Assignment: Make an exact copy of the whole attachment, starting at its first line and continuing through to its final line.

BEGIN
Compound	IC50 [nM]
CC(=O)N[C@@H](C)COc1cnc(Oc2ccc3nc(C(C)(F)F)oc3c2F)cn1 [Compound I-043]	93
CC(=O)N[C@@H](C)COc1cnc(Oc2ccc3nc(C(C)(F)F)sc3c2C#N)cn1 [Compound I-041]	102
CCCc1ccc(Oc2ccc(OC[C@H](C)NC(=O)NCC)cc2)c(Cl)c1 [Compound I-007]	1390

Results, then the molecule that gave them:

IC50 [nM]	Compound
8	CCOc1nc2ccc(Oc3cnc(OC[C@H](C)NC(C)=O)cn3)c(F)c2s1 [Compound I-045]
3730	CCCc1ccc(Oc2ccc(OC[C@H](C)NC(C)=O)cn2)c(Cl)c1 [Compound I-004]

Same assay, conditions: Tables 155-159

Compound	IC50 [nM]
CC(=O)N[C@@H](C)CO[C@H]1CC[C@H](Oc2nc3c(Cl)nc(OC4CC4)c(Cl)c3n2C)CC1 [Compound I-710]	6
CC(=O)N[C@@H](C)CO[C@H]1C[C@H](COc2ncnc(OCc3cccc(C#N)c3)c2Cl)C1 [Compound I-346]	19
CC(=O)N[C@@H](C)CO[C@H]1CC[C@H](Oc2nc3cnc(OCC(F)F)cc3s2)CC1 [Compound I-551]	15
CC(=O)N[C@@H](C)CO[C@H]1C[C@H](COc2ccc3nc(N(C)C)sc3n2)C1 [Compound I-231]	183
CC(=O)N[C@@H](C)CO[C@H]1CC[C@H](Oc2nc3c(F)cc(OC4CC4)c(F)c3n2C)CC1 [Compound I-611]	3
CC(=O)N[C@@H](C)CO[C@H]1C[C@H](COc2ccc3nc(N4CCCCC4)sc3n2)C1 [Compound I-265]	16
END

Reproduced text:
Compound	IC50 [nM]
CC(=O)N[C@@H](C)COc1cnc(Oc2ccc3nc(C(C)(F)F)oc3c2F)cn1 [Compound I-043]	93
CC(=O)N[C@@H](C)COc1cnc(Oc2ccc3nc(C(C)(F)F)sc3c2C#N)cn1 [Compound I-041]	102
CCCc1ccc(Oc2ccc(OC[C@H](C)NC(=O)NCC)cc2)c(Cl)c1 [Compound I-007]	1390

Results, then the molecule that gave them:

IC50 [nM]	Compound
8	CCOc1nc2ccc(Oc3cnc(OC[C@H](C)NC(C)=O)cn3)c(F)c2s1 [Compound I-045]
3730	CCCc1ccc(Oc2ccc(OC[C@H](C)NC(C)=O)cn2)c(Cl)c1 [Compound I-004]

Same assay, conditions: Tables 155-159

Compound	IC50 [nM]
CC(=O)N[C@@H](C)CO[C@H]1CC[C@H](Oc2nc3c(Cl)nc(OC4CC4)c(Cl)c3n2C)CC1 [Compound I-710]	6
CC(=O)N[C@@H](C)CO[C@H]1C[C@H](COc2ncnc(OCc3cccc(C#N)c3)c2Cl)C1 [Compound I-346]	19
CC(=O)N[C@@H](C)CO[C@H]1CC[C@H](Oc2nc3cnc(OCC(F)F)cc3s2)CC1 [Compound I-551]	15
CC(=O)N[C@@H](C)CO[C@H]1C[C@H](COc2ccc3nc(N(C)C)sc3n2)C1 [Compound I-231]	183
CC(=O)N[C@@H](C)CO[C@H]1CC[C@H](Oc2nc3c(F)cc(OC4CC4)c(F)c3n2C)CC1 [Compound I-611]	3
CC(=O)N[C@@H](C)CO[C@H]1C[C@H](COc2ccc3nc(N4CCCCC4)sc3n2)C1 [Compound I-265]	16